### Data preparation and preprocessing

We downloaded a list of approximately 9,600 nonredundant protein chains in the PDB [16, 24]. No two structures in this data set share greater than 50% sequence similarity. From these structures, we derived 1,992,567 FEATURE vectors. Each vector represents the 44 physicochemical environments listed in Table 1 measured along 6 concentric shells with radii of 1.25 Angstroms, yielding a total of 244 dimensions in an environment with a radius of 7.5 Angstroms. Vectors for amino acids with aromatic rings are centered at the centroid of the rings, and vectors for hydrophobic residues are centered at the beta carbon. A hypothetical beta carbon is constructed for glycines based on idealized backbone geometry. For amino acids with polar side chains, the FEATURE vector is centered at the centroid of the functional group containing the polar atoms. For instance, the vectors for serines, threoines, and tyrosines are centered at the oxygen atom of the hydroxyl group. Since tyrosine contains both an aromatic group and a hydroxyl group, it is represented by two separate feature vectors. We also constructed two feature vectors for tryptophans; these are centered at the beta carbon and at the centroid of the aromatic rings.

As previously reported, FEATURE vectors are a combination of continuous and discrete variables. This makes the definition of a distance metric challenging. In order to simplify the vectors, we converted each FEATURE vector into a binary form. For discrete variables, the zero values were kept, and the non-zero values were replaced with 1. For continuous variables, the values less than the median value among all two million feature vectors were set to zero, and the others were set to one.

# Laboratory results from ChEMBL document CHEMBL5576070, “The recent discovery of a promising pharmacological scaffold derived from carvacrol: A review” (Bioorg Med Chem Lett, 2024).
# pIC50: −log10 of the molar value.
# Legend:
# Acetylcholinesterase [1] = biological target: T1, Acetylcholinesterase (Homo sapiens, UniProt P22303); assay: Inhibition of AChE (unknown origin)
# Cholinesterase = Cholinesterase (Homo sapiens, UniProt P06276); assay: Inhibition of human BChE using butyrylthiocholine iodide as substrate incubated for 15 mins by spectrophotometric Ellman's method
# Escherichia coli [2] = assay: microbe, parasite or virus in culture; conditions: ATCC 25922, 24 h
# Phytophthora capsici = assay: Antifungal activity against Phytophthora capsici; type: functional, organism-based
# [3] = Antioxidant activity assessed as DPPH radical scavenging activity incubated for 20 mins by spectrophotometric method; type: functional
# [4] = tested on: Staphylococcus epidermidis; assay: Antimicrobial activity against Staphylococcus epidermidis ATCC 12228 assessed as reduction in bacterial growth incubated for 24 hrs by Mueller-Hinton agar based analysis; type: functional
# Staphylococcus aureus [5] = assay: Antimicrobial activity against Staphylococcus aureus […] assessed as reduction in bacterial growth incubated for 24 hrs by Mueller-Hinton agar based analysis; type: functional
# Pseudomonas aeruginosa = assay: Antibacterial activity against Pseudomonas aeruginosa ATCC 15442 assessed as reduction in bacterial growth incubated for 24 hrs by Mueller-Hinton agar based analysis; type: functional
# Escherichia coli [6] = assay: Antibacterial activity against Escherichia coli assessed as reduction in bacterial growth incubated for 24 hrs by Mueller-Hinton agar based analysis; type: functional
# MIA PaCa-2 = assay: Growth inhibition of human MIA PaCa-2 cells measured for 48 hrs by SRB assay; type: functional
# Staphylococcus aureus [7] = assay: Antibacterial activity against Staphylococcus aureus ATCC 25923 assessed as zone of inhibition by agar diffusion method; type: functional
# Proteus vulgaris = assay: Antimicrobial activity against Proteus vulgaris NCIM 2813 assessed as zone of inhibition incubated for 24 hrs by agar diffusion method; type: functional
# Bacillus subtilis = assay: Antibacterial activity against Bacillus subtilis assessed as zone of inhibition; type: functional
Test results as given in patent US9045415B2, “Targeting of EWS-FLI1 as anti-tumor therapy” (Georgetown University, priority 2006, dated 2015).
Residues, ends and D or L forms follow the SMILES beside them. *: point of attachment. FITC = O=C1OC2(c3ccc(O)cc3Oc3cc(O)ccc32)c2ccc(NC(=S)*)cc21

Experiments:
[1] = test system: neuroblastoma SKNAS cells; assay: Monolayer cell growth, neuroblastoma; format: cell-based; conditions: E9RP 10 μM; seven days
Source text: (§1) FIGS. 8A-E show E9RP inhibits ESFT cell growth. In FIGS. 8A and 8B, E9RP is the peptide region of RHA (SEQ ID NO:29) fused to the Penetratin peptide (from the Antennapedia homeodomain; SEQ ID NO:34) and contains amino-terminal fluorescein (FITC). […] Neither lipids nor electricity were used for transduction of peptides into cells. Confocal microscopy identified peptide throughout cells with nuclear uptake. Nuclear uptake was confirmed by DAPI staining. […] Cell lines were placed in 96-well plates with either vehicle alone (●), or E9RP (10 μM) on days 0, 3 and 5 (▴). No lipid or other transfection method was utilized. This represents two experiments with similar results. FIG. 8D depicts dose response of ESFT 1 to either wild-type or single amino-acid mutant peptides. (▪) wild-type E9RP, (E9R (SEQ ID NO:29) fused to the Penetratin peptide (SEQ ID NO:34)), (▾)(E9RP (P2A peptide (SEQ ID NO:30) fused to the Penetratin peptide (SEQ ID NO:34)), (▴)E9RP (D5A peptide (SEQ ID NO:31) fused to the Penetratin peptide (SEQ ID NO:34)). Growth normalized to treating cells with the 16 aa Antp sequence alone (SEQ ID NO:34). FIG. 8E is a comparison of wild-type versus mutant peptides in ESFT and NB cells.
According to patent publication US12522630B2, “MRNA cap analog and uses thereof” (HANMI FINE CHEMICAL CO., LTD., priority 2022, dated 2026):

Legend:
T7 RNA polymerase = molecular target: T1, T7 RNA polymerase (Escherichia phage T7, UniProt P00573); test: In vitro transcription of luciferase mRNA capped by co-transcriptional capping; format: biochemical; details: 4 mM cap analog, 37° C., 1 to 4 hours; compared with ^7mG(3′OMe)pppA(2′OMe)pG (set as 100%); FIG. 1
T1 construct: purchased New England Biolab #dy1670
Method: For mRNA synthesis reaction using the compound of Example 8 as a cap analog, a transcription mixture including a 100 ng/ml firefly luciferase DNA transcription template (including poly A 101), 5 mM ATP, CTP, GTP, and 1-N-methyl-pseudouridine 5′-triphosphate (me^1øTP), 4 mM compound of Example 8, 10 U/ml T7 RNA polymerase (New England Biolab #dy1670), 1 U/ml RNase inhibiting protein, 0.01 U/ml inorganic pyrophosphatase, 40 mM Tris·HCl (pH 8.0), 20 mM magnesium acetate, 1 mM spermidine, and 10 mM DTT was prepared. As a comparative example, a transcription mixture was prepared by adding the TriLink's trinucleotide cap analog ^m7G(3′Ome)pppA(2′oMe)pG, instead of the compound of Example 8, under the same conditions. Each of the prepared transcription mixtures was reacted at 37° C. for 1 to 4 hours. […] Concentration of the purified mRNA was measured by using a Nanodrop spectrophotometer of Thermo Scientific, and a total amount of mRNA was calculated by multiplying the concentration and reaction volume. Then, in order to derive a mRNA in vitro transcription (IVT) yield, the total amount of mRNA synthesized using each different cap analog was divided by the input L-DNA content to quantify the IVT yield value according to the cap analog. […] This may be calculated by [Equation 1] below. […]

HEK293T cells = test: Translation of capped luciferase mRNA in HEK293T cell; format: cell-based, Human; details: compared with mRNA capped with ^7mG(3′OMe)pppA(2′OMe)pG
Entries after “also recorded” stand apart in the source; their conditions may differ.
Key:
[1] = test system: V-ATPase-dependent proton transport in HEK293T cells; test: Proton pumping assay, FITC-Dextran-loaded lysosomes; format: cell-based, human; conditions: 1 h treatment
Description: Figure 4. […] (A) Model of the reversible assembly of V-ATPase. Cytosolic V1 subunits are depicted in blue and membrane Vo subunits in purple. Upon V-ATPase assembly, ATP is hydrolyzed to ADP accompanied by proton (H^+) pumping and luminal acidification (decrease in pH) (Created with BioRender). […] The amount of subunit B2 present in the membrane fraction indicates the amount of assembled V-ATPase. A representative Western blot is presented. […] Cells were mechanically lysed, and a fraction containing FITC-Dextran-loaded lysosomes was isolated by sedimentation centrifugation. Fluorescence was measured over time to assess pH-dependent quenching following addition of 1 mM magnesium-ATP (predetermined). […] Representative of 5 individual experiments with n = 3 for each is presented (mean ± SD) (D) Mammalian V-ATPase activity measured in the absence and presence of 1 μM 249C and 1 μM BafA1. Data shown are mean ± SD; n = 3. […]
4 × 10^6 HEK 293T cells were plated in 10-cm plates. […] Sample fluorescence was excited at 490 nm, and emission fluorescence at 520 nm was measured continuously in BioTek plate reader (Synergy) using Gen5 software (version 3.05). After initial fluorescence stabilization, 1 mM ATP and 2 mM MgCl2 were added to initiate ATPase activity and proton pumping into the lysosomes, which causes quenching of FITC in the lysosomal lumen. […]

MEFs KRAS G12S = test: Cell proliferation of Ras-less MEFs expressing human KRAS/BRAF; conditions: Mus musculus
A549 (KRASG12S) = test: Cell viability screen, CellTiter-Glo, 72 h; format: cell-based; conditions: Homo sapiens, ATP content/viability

We adopted this preprocessing method because clustering results on 15 FEATURE models previously built manually [3, 4] showed that the FEATURE vectors in the binary representation produced better clusters than the originals in terms of the silhouette value [25].

The silhouette value *s* is defined as:

s(i)=\frac{\underset{k}{\mathrm{min}}\{b(i,cluste{r}_{k})\}-a(i)}{\mathrm{max}\{a(i),\underset{k}{\mathrm{min}}\{b(i,cluste{r}_{k})\}}

where *a(i)* is the average distance from the *i*^{th} point to the other points in its cluster, and *b(i, cluster*_{
k
}*)* is the average distance from the *i*^{th} point to points in another cluster *k*. A silhouette value is used in order to quantify clustering quality for each object in a cluster by a continuous number between +1 (perfectly clustered) and -1 (the opposite).

### Clustering FEATURE vectors

We used the K-means clustering algorithm to cluster the binary vectors. We first select K initial centers in a manner designed to bias the selection toward likely functional sites (see below). The distance metric (F-distance, as above) is then used to assign each vector to one of the centers. After all vectors are assigned, new cluster centers are computed as the average of all the assigned vectors. The average value for each dimension is determined by a voting method – if there are more ones, then the average is set to one, or else it is set to zero. The procedure is terminated when the cluster centers do not move more than some predefined cutoff value.